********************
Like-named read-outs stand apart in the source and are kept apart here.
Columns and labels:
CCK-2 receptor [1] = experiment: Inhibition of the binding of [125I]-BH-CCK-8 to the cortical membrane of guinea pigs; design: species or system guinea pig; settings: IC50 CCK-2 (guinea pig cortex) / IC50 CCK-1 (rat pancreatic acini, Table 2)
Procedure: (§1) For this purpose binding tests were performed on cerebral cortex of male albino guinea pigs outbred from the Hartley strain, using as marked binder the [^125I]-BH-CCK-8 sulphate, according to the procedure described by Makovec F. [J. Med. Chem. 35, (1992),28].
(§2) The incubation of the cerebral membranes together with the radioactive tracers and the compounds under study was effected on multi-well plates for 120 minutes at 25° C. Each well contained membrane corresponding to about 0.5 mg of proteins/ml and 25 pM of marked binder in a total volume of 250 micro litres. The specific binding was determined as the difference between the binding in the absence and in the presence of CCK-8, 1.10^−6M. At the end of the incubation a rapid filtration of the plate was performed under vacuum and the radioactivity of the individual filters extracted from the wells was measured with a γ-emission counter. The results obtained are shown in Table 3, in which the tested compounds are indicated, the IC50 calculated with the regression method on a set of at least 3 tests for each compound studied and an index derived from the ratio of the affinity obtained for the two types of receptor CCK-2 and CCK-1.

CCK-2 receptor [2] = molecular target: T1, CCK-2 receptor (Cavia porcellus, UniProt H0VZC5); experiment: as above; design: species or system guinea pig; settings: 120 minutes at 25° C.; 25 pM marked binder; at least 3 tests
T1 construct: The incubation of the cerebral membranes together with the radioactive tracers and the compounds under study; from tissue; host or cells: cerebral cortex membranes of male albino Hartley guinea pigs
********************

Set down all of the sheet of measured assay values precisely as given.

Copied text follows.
Like-named read-outs stand apart in the source and are kept apart here.
Columns and labels:
CCK-2 receptor [1] = experiment: Inhibition of the binding of [125I]-BH-CCK-8 to the cortical membrane of guinea pigs; design: species or system guinea pig; settings: IC50 CCK-2 (guinea pig cortex) / IC50 CCK-1 (rat pancreatic acini, Table 2)
Procedure: (§1) For this purpose binding tests were performed on cerebral cortex of male albino guinea pigs outbred from the Hartley strain, using as marked binder the [^125I]-BH-CCK-8 sulphate, according to the procedure described by Makovec F. [J. Med. Chem. 35, (1992),28].
(§2) The incubation of the cerebral membranes together with the radioactive tracers and the compounds under study was effected on multi-well plates for 120 minutes at 25° C. Each well contained membrane corresponding to about 0.5 mg of proteins/ml and 25 pM of marked binder in a total volume of 250 micro litres. The specific binding was determined as the difference between the binding in the absence and in the presence of CCK-8, 1.10^−6M. At the end of the incubation a rapid filtration of the plate was performed under vacuum and the radioactivity of the individual filters extracted from the wells was measured with a γ-emission counter. The results obtained are shown in Table 3, in which the tested compounds are indicated, the IC50 calculated with the regression method on a set of at least 3 tests for each compound studied and an index derived from the ratio of the affinity obtained for the two types of receptor CCK-2 and CCK-1.

CCK-2 receptor [2] = molecular target: T1, CCK-2 receptor (Cavia porcellus, UniProt H0VZC5); experiment: as above; design: species or system guinea pig; settings: 120 minutes at 25° C.; 25 pM marked binder; at least 3 tests
T1 construct: The incubation of the cerebral membranes together with the radioactive tracers and the compounds under study; from tissue; host or cells: cerebral cortex membranes of male albino Hartley guinea pigs